A first retirement and second career

Next, Apel assumed a professorship at the Swiss Federal Institute of Technology in Zurich (ETH), where he used Arabidopsis mutants to study chlorophyll synthesis. While screening for interesting mutants, he found a plant that releases a burst of singlet oxygen when it goes from darkness into bright light. These mutants enabled him to investigate the role of singlet oxygen in stress responses in plants, and their importance in signaling. He discovered that it was not the singlet oxygen that killed off cells in the plant, but rather the signaling pathway that was triggered when the plant detected the oxygen compounds.

He pursued research on singlet oxygen signaling pathways at ETH until he came up against the mandatory retirement age of 65 in Europe. With questions still left to answer, he began looking for research positions in the U.S. where he could continue to do his work. BTI’s president, David Stern, happened to be in attendance at his retirement party at ETH, and they discussed the possibility of Apel coming to BTI.


Apel enjoyed birding along Cayuga lake.

“Klaus had both a very exciting scientific idea that he wished to pursue at BTI, and long experience in scientific mentoring and administration,” said Stern. “His work had themes very much in keeping with BTI’s scientific persona.”

After consulting with colleagues at several universities and institutions, he decided on BTI and established a new lab at the institute. He was grateful for the opportunity to continue his work, however, he found it difficult to adjust to the U.S. system for funding research. In Europe, a faculty position comes with guaranteed research funding and salaries for lab members. This system gives scientists maximum flexibility to pursue their interests. But in the U.S., scientists must tailor their questions to the whims of funding agencies and face steep competition for grants. With so many high quality applications being turned down, to Apel, the process began to feel like a lottery.

Between start-up funds and two successful grant applications, one from the National Science Foundation and one from the National Institutes of Health, Apel was able to support a small, yet efficient, lab throughout his eight years at BTI. He is leaving on a high note—his group’s most recent work appears in the Proceedings of the National Academy of Sciences.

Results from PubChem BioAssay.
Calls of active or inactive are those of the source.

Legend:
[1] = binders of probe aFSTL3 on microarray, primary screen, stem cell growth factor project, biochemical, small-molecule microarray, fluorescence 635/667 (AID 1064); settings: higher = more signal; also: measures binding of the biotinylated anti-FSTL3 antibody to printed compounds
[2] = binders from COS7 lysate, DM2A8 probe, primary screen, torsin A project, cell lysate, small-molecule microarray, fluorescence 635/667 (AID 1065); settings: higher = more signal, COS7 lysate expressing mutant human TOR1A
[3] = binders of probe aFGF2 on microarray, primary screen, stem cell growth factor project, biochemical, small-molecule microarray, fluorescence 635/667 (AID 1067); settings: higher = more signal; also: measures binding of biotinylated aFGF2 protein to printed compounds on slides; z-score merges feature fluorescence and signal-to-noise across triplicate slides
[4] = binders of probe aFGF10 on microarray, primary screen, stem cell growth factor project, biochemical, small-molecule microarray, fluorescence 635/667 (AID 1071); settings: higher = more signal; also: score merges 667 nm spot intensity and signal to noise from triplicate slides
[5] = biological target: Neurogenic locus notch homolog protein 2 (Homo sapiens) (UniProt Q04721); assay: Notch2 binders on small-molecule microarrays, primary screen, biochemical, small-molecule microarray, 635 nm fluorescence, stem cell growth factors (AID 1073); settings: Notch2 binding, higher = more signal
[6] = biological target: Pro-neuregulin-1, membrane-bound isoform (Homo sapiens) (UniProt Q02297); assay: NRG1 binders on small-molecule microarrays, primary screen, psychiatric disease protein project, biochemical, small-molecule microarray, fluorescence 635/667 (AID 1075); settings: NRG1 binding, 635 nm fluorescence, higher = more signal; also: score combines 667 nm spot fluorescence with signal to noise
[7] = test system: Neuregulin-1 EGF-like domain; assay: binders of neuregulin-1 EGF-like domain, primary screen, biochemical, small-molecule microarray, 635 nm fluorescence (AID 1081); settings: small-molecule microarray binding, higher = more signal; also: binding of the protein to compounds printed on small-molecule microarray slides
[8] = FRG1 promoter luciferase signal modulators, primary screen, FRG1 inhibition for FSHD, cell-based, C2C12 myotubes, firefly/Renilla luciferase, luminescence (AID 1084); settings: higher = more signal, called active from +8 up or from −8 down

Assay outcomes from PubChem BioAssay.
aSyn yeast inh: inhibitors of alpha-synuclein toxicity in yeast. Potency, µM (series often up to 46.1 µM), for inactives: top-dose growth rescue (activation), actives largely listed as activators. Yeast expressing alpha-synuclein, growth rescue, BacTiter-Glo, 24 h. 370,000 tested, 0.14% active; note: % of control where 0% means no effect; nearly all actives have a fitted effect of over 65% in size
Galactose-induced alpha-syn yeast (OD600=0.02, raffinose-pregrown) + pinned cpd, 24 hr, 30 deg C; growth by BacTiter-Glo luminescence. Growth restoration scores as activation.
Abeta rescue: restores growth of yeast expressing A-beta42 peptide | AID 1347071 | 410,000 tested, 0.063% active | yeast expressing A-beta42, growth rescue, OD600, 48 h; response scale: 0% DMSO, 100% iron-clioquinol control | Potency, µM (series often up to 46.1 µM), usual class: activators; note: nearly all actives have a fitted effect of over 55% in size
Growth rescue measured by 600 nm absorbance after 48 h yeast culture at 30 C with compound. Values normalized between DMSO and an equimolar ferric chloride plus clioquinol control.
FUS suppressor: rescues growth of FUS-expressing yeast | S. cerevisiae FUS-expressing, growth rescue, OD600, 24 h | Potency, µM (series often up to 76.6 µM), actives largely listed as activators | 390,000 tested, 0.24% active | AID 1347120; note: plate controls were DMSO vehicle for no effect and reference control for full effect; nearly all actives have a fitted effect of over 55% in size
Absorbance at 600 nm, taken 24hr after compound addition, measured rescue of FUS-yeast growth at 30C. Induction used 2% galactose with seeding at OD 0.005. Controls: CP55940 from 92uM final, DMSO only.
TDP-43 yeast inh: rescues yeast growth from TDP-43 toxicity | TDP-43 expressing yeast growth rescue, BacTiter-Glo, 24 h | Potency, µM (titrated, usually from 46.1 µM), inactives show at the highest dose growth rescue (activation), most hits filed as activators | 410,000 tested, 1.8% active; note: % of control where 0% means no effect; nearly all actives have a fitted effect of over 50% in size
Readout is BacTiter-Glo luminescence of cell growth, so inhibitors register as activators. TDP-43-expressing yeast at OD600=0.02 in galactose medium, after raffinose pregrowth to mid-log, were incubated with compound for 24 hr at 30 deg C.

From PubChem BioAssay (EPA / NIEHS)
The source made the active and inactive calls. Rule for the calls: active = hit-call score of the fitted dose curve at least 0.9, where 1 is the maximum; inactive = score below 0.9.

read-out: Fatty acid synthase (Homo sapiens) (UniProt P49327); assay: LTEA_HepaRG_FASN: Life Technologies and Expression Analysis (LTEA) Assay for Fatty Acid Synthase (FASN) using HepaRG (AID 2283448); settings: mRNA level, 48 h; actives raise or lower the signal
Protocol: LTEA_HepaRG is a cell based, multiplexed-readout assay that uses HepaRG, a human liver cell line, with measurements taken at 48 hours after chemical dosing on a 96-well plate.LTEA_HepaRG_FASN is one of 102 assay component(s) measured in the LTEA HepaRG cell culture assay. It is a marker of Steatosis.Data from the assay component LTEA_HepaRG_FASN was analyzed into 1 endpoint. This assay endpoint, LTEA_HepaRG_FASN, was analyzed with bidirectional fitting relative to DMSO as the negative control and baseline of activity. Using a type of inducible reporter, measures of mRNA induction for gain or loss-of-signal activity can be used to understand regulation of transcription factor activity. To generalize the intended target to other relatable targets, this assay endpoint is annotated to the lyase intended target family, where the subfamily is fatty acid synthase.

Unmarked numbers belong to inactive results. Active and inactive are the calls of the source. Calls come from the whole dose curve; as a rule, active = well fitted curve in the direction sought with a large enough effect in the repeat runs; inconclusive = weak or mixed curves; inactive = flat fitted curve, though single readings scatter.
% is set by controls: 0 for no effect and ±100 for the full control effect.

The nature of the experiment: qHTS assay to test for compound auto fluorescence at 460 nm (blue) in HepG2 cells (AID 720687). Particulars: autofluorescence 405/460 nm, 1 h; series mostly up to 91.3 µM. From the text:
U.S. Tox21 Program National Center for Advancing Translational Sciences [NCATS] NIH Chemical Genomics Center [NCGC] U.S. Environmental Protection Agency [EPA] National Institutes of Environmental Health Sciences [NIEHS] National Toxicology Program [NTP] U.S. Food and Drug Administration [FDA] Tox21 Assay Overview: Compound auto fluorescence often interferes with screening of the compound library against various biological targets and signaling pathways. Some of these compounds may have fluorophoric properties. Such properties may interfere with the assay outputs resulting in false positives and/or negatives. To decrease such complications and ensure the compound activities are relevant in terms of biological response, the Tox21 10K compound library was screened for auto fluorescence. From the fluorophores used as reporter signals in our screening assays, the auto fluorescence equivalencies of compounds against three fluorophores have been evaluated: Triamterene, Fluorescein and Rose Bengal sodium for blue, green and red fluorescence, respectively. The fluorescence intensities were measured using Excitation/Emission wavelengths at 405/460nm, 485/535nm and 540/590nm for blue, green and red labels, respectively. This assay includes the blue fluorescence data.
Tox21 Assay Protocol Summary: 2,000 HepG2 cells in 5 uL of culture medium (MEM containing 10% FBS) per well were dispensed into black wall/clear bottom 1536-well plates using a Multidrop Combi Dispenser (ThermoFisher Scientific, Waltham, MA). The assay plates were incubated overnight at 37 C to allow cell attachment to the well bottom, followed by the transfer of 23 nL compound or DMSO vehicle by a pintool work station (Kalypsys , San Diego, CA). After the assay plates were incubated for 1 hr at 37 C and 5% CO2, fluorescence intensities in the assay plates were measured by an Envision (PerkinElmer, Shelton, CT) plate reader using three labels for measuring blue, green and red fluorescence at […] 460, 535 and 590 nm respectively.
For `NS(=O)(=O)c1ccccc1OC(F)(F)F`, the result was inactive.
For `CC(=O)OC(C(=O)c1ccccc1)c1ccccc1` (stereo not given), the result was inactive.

Apel will return to Europe where he and his wife keep an apartment in Zurich and a house in Germany. He will continue to serve as a professor emeritus at ETH. His former postdoctoral scientist Liangsheng Wang plans to continue the work on singlet oxygen signaling and will be close enough for Apel to visit. Wang spent almost four years at BTI, leaving this past August to work as a scientific assistant at the Ludwig Maximilian University in Munich.

“It was a great pleasure to work with Klaus Apel,” said Wang. “He and his coworkers explored a new research area that is of great importance.”

In their work together, they discovered that different pathways function in mature and young leaves to trigger cell death in response to singlet oxygen. While they identified the protein that controls the response in young leaves in their recent paper, the pathway in mature leaves is still unknown.

While there will always be new questions to ask, Apel is pleased that he has come to a good stopping place in the course of his research.

“The most challenging and satisfying work has been the development of the experimental system that we used to analyze the singlet oxygen, which I have been doing here [at BTI],” said Apel. “The part that I was mainly interesting in, I could finish in a way that we found very satisfying. So that’s why I think this is just the ideal point to stop.”